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Volume 22 No. 19
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Spartan Race conditions itself for loss of Reebok as global title sponsor

Editor’s note: This story is revised from the print edition.

Spartan Race does not expect Reebok to renew its global title sponsorship when it expires later this year and is searching for a replacement, founder and CEO Joe De Sena said. He thinks the rights are worth at least $15 million annually.

The Adidas-owned shoe brand signed a five-year deal in 2012 and has been “fantastic partners,” De Sena said. But the rights have grown in value as Spartan Race expanded, and Adidas is restructuring Reebok and cutting costs.

“Reebok would like to continue with us, and we’d love to continue with them, but we are so much larger now than we were in late 2012 when we signed the deal,” De Sena said, “and with the additional pressure of Adidas, I just don’t think they can get to a place where we need to be.”

In a statement, Reebok expressed confidence in its Spartan Race relationship but declined to comment on its future.

The obstacle race brand has hired ESP Properties to help sell the rights. De Sena said they’re targeting other major shoe and apparel brands, tech companies and automakers.

Terms of the 2012 deal are unknown, but annual participation in Spartan Race events has grown from 350,000 then to 1 million today. It operates events in 30 countries. De Sena arrives at his $15 million threshold by comparing Spartan Race’s brand footprint to that of New York Road Runners, which sold its New York City Marathon title sponsorship and top-tier exclusivity to Tata Consultancy Services for more than $12 million annually in 2013. “I would argue our customers are much, much more engaged 365 days a year with our brand,” he said.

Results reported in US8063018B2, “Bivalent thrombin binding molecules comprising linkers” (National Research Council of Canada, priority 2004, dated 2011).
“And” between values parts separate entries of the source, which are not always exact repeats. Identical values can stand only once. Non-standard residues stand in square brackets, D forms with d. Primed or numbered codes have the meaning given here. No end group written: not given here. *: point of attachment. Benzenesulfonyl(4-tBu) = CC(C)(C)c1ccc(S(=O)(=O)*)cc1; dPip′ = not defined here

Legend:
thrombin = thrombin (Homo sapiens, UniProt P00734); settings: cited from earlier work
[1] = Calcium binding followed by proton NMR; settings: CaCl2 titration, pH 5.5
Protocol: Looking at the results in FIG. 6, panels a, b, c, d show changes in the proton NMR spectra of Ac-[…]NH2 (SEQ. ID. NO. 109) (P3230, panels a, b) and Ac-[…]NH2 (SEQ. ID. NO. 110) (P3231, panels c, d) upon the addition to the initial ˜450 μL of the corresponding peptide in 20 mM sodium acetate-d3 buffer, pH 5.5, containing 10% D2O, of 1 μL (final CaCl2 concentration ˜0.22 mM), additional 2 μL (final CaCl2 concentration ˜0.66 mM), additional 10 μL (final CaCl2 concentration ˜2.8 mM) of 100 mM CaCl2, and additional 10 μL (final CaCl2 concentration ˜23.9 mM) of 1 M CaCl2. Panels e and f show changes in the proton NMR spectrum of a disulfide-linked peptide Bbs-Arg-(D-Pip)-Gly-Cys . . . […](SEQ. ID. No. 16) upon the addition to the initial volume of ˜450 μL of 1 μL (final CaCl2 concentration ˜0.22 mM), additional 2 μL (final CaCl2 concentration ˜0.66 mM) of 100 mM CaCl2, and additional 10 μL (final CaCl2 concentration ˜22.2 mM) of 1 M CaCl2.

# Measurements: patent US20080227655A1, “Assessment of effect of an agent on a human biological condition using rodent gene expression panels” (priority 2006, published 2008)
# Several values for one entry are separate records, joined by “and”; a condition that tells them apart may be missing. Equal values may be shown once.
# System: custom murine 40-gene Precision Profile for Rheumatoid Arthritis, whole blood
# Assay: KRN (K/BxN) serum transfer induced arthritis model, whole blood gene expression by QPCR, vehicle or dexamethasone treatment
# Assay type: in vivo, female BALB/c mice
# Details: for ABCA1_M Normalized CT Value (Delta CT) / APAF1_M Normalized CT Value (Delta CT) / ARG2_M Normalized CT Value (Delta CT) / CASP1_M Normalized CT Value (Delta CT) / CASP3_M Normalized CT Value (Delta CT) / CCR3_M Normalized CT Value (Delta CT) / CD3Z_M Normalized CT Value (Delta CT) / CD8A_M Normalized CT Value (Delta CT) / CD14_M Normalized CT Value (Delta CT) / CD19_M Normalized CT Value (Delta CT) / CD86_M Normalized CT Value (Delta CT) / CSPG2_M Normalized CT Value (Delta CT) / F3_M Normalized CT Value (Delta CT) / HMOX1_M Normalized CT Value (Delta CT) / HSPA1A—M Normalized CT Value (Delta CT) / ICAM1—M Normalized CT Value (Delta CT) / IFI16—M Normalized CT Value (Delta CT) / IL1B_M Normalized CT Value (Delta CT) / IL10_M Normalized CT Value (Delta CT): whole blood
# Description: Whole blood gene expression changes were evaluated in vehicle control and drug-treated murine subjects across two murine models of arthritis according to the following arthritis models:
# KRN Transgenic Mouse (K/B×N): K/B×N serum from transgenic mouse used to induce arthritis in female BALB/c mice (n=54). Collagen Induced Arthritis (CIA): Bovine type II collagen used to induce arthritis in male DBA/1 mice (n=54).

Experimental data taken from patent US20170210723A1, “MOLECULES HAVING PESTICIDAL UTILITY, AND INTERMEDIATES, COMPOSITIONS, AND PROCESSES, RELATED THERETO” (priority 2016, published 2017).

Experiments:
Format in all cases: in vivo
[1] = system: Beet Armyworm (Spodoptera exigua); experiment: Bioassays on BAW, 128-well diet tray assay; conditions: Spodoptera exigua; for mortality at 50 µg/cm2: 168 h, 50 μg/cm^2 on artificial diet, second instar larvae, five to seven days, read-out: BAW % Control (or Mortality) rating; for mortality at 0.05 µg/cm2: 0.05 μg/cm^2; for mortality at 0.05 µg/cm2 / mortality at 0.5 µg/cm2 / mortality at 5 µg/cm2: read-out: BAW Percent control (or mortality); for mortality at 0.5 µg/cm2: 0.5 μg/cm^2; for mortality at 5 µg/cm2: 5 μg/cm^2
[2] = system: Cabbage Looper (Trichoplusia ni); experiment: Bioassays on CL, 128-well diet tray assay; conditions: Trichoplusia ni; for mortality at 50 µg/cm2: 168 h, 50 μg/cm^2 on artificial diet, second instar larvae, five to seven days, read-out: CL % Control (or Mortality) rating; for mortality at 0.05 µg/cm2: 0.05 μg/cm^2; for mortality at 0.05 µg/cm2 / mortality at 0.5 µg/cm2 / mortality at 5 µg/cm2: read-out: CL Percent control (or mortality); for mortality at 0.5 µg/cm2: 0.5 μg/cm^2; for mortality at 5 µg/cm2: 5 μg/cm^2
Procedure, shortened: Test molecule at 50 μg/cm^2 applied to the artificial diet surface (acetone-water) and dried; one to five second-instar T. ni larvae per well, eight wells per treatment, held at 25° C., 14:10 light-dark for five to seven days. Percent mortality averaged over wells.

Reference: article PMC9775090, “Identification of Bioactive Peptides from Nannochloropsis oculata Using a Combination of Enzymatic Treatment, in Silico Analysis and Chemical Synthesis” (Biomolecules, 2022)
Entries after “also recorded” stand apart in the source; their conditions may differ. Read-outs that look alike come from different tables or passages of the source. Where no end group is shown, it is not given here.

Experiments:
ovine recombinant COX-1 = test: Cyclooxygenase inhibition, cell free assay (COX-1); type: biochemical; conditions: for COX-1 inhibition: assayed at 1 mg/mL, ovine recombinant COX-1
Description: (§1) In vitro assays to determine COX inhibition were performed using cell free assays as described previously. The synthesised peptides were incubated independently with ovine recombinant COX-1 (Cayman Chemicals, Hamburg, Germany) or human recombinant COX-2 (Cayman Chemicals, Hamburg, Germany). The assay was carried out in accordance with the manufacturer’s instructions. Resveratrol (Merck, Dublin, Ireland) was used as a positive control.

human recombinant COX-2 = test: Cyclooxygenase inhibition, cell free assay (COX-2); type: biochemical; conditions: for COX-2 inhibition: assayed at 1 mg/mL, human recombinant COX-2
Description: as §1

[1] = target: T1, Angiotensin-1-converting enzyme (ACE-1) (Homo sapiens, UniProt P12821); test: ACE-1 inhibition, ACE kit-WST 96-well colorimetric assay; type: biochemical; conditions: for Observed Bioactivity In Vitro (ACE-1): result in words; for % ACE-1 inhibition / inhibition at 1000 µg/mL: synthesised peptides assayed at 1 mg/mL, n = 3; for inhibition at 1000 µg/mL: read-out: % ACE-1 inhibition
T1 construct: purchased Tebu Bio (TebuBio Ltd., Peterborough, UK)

Separately, Spartan Race has created the Spartan Race Stadium Series this year and is selling a sponsorship to that property as well.

The series comprises seven three-mile obstacle course races held at major league stadiums, starting May 13 at Citi Field in New York. The concept is not new, having first been tried at Fenway Park in 2012, but this year’s series is the biggest yet.

In 2017, the Stadium Series is coming to two new venues: Lambeau Field on June 24 and Nationals Park on July 22. It’s making return trips to Citi Field; AT&T Stadium in Arlington, Texas (June 10); Citizens Bank Park in Philadelphia (Oct. 7); Fenway (Nov. 4-5) and AT&T Park in San Francisco (Nov. 18).

The stadium events are loss leaders, De Sena said, but are useful business development tools by reaching urban markets and people not willing to sign up for the more intense core Spartan Race experiences. Also, it gives Spartan the chance to exploit a temporary association with the home team in each park.